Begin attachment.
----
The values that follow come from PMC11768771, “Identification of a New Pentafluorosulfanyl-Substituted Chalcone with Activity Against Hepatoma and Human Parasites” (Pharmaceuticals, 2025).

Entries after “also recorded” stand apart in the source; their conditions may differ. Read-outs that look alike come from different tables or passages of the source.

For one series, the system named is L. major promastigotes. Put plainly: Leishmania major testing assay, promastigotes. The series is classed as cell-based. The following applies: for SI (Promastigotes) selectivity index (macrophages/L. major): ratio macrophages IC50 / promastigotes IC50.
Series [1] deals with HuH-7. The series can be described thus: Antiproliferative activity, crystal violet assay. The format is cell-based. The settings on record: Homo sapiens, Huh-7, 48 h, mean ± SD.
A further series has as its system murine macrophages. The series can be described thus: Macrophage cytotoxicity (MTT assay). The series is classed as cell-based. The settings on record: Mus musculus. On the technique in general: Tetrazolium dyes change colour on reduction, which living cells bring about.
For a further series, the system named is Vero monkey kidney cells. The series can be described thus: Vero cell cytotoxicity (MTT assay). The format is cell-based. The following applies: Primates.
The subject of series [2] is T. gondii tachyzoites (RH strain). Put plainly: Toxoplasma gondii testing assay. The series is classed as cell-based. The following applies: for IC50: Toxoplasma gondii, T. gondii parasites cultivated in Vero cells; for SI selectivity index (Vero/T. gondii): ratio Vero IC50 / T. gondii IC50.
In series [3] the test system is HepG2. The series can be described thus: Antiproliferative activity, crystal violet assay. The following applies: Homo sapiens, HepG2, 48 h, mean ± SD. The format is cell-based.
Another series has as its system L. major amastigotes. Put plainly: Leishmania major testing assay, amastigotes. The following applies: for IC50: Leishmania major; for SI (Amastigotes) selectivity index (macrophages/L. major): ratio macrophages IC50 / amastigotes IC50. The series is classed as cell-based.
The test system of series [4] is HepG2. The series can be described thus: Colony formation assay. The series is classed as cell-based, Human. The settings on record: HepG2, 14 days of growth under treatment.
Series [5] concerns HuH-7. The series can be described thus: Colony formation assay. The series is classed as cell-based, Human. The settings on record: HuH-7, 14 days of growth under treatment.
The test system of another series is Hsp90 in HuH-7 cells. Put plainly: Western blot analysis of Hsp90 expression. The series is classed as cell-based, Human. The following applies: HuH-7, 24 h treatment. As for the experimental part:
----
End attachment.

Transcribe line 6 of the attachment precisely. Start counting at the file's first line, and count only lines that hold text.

For a further series, the system named is Vero monkey kidney cells. The series can be described thus: Vero cell cytotoxicity (MTT assay). The format is cell-based. The following applies: Primates.